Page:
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“Sawatdeekha! Hello!” a cheery voice rang out in the stillness of the morning. It was just after 6 a.m., and I had laced up my sneakers as I got ready to head out into the village with my husband on our first morning walk since returning from meetings in the States. The cheery sing-song voice was that of Wassina, our neighbor across the street. She excitedly fumbled to open her gate and give me a hug to welcome me back home.

Just before we left to serve briefly in South Africa early in August, our career missionary, Shannon Sorensen, had taken the time to come over and help me communicate with this precious Thai neighbor. I started to understand how much she had been paying attention to us when she said, “I like the music I hear coming from your house.” The previous Sabbath evening, we had hosted vespers at our place. Quite a large group of Thai, Filipino and international members of our church family had come. Squeezed into our modestly-sized living room with an electric piano and many wonderful musicians, we had sung heartily for more than an hour. Nobody seemed to want to stop. This seems to have been a blessing to Wassina as well.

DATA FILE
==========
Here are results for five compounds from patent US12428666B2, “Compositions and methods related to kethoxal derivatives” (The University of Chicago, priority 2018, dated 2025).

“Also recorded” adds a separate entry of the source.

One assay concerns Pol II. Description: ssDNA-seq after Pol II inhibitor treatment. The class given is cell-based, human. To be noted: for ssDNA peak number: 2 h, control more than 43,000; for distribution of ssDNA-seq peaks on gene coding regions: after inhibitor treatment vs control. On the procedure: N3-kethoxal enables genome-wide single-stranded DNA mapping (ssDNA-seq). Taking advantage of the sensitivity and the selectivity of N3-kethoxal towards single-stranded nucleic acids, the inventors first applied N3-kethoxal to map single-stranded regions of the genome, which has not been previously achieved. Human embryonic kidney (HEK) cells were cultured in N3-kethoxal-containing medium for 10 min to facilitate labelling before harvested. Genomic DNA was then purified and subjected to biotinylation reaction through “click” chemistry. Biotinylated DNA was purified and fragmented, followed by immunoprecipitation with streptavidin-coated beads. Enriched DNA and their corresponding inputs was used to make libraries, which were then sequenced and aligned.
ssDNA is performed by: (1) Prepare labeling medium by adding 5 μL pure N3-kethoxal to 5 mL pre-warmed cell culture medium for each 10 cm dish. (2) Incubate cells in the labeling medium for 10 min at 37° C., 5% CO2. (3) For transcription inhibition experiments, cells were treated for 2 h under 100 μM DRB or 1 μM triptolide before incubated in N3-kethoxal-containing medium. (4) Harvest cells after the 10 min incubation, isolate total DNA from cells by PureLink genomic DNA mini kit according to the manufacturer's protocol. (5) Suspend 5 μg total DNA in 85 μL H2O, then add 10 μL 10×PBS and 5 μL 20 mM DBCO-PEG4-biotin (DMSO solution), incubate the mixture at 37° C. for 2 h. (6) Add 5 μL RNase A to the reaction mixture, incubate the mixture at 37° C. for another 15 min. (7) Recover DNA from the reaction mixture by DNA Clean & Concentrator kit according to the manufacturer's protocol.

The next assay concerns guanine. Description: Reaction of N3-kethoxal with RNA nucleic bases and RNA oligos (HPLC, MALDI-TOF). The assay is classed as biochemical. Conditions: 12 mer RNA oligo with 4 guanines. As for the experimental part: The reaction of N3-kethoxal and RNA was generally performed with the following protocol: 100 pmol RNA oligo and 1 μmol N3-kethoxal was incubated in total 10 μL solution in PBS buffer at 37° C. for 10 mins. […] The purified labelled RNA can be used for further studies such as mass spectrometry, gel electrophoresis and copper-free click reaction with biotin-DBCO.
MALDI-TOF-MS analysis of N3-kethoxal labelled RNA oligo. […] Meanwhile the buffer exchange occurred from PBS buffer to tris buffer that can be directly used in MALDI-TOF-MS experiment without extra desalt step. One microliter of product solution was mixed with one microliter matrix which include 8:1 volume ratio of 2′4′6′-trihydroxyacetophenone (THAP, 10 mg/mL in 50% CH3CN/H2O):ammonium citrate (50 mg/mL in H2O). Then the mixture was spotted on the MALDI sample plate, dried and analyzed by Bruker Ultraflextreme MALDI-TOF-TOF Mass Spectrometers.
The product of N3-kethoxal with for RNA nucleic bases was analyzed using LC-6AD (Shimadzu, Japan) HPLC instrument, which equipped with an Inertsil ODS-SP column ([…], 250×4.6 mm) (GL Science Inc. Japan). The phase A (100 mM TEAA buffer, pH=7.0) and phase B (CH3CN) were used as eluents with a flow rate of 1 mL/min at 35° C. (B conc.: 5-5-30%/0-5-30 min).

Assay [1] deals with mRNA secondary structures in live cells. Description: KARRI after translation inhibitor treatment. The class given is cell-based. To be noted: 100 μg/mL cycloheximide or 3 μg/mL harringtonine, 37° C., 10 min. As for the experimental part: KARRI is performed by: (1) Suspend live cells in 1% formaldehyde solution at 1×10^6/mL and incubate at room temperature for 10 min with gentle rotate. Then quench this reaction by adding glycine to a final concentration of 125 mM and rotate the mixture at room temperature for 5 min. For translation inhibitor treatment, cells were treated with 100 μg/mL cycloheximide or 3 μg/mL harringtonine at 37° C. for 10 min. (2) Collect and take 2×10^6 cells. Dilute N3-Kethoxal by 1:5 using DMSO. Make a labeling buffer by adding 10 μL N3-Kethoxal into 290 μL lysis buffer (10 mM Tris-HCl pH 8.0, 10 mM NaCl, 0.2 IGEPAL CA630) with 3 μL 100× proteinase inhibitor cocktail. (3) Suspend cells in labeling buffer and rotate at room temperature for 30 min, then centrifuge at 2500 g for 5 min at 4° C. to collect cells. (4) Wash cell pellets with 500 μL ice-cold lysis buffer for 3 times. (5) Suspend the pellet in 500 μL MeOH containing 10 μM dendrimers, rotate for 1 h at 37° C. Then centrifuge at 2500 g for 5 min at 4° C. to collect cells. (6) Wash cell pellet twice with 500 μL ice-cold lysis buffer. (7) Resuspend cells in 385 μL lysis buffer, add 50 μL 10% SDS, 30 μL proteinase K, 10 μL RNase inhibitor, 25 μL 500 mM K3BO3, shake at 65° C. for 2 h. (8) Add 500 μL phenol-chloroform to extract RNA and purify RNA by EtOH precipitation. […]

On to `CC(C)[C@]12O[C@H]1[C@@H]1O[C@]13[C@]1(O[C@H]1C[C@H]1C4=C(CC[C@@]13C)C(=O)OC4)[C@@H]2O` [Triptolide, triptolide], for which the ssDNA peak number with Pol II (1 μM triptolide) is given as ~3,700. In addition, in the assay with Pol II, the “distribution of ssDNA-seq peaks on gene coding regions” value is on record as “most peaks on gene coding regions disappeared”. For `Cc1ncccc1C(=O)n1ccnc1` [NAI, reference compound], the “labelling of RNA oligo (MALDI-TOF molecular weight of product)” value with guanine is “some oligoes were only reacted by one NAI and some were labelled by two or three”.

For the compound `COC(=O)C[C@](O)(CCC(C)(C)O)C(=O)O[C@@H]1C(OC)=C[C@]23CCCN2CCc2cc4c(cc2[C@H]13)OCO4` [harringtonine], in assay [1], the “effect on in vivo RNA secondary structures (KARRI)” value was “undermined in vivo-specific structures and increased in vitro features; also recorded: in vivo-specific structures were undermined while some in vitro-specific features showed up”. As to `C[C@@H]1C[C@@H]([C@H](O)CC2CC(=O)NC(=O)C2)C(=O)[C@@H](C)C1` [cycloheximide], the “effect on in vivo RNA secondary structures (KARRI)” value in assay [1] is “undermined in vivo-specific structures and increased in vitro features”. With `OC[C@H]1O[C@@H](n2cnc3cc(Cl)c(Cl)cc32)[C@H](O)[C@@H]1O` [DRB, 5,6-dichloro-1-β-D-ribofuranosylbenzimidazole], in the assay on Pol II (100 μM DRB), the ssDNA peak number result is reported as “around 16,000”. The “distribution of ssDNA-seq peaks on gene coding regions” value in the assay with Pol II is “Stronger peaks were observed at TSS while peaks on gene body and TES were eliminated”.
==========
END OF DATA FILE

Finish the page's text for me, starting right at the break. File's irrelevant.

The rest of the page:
Each morning and often throughout the day, Wassina and I exchange friendly greetings. I observe the consistent and respectful care that she, along with several other neighbors, show daily as they prepare food and greet Buddhist monks who arrive at the end of our street each morning around 6 a.m. Often while I sit in my house having my quiet time with Jesus, through the open windows I hear the monotone voices of the orange-clad gentlemen chanting the morning blessing on my sweet Buddhist neighbors.

Wassina and I have exchanged little gifts, and I wrote a thank-you card for her expressing my gratitude for the blessings of a kind and thoughtful neighbor in my new country. Of course, I had it translated so that she could read it.

The seeds of friendship are growing, and I want to cultivate them with a healthy dose of Christ-like thoughtfulness. Wassina said that she likes American food, especially pasta, so next Monday we will share a spaghetti meal with my Thai friend in our home. In an earlier conversation, I had explained to her that we are vegetarian, and she was very interested because she is vegetarian on “monk days.”
I have been praying for every possible opportunity to demonstrate Christ’s love and kindness to Wassina. I dream of the day when she, too, will join us for our hymn-sing and learn to know and love Jesus and His offer of hope and eternal life.

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